Twilight Princess is the longest Zelda game by far; it took me about 72 hours to beat my first time through. In case you’re math stupid, that’s three days. Three days is quite a long time to spend on one game. But is it a coincidence that Twilight was also by far the weakest in the series? It’s true that Twilight Princess was the longest Zelda to date, but it wasn’t because it was an epic rollercoaster ride; it was just padded with so much filler. Did anyone seriously enjoy running around as a wolf, searching the land of twilight for stupid bugs? Or how many enjoyed taking time out of slaying monsters and exploring a grand world to go fishing to hunt down some stupid yeti? It was like three hours in before you even got to the Forest Temple. Where were you in those three hours? In the incredibly boring home village herding goats. Let me repeat that, three hours. Herding goats. You know how long it took Ocarina of Time to get to its first dungeon? About ten minutes. Which one is remembered as being the greatest achievement in video game history?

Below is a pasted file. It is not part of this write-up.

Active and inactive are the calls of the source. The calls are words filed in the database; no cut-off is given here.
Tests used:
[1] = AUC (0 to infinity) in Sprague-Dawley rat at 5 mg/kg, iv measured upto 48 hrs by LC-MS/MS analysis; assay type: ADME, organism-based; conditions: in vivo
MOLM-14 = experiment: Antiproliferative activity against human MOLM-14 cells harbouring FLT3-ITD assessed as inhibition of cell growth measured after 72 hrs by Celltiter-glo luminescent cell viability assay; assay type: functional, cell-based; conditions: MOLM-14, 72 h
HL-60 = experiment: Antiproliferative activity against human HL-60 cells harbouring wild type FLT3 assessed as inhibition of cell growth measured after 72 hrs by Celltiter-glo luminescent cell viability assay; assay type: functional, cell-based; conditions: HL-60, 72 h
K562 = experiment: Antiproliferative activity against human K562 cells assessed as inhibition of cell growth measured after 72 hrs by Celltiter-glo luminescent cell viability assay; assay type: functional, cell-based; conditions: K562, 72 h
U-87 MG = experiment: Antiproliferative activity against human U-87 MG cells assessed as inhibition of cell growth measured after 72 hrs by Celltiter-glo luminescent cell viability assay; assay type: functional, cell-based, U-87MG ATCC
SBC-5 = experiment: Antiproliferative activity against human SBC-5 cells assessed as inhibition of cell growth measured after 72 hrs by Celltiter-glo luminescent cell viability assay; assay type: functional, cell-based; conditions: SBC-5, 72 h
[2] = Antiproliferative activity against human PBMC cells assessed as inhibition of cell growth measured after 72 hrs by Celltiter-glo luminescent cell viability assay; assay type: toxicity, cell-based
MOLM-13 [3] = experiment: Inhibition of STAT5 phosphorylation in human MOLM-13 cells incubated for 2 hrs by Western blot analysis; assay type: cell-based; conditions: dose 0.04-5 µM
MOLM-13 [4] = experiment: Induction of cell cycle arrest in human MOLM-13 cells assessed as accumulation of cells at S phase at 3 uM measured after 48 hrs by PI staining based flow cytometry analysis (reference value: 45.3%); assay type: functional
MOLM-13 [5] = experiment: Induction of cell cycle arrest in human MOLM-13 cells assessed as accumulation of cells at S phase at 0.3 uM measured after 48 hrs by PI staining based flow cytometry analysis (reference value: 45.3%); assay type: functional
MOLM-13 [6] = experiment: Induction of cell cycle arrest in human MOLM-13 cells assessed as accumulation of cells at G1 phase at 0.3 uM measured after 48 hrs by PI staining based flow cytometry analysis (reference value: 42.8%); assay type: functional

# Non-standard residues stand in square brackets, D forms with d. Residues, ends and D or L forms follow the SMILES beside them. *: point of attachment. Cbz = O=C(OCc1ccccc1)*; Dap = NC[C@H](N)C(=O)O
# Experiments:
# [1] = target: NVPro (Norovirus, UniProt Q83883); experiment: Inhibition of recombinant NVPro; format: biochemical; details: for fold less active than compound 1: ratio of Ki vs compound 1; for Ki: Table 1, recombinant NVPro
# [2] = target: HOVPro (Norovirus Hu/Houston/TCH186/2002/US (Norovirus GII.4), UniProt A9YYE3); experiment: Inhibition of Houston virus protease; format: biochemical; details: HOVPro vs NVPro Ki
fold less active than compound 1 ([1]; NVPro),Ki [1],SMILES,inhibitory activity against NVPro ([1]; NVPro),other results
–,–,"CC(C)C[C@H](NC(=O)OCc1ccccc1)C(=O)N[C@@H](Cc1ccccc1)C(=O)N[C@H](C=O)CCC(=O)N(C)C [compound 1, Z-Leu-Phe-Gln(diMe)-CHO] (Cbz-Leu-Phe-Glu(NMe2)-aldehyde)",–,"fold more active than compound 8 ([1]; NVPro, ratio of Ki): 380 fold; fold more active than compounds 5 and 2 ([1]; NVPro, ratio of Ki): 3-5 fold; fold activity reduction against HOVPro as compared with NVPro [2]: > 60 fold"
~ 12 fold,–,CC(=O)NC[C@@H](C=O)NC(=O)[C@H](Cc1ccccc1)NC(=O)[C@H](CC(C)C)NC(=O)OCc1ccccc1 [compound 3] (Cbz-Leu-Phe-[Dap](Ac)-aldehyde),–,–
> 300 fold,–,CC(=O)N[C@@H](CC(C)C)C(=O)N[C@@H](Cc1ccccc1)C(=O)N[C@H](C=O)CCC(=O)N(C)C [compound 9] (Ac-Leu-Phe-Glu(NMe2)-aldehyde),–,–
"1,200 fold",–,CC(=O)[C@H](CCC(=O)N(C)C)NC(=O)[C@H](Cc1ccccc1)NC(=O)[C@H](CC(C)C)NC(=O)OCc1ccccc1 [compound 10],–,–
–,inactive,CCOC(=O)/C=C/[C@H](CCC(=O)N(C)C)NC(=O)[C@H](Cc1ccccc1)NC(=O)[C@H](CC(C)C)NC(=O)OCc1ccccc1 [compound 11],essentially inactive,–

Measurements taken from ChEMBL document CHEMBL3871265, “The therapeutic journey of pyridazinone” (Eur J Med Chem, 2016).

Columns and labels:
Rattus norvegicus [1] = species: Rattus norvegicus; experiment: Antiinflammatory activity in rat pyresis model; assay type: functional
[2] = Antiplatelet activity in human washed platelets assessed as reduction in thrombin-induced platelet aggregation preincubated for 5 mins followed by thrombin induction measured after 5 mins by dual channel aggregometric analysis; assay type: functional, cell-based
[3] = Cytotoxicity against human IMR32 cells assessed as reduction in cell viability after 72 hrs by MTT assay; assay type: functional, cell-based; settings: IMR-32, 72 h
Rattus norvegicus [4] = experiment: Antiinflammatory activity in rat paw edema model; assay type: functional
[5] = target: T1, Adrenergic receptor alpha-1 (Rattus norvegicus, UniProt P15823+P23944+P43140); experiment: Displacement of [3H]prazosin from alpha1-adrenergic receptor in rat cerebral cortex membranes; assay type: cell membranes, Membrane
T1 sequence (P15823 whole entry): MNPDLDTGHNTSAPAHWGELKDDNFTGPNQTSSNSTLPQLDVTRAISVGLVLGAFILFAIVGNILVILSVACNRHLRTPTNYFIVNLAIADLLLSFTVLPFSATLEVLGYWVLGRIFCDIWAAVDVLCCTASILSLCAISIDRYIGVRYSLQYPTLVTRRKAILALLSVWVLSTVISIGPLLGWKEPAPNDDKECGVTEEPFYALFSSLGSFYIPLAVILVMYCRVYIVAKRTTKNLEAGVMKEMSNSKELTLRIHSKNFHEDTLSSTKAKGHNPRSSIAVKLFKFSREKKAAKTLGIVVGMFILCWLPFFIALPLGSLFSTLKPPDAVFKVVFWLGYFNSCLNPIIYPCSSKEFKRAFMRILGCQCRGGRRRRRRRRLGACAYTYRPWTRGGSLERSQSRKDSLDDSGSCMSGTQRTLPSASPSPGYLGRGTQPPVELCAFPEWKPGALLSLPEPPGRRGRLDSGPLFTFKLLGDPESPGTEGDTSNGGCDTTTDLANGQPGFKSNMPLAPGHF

Sonic Unleashed

The most tragic use of filler to date, it turned what could’ve been a glorious return to form into a horrible monstrosity, and the worst Sonic game to date. Sega seemed to get everything right at first, Sonic moved at blistering speeds, the graphics were beautiful, and they actually decided to program it properly. But unfortunately, some thick-headed moron decided that people wouldn’t want to play a short game that’s just running. So what happened? You know exactly what happened! Scientifically proven to be the very antithesis of fun and joy, the Werehog’s levels were hour long levels of terrible combat and uninspired platforming. Everything about the daytime Sonic stages, the great level design, the speed, the amazing graphical quality, was absent from Sonic’s lupine counterpart. These leviathans of awful could last anywhere from 1-2 hours. But if that wasn’t enough, Sega put in even more filler in the form of collectable medals that were required to gain access to the game’s levels, à la Super Mario 64 or Banjo-Kazooie. But the thing about the levels in Mario 64 and Banjo is that they were open-worlds that required slow movements and exploration. Sonic’s stages are completely linear and he moves at unimaginable speeds, so they didn’t put very many medals in his stages. Nearly all of the bloody things are in the Werehog’s levels, meaning that you would often have to play them multiple times and search every nook and cranny of every terrible level just to gain access to the next beautiful Sonic stage. I don’t know about you, but I would much rather pay $60 for a two or three hour long game that’s just the Sonic stages as opposed to the twenty hour failure we ended up with.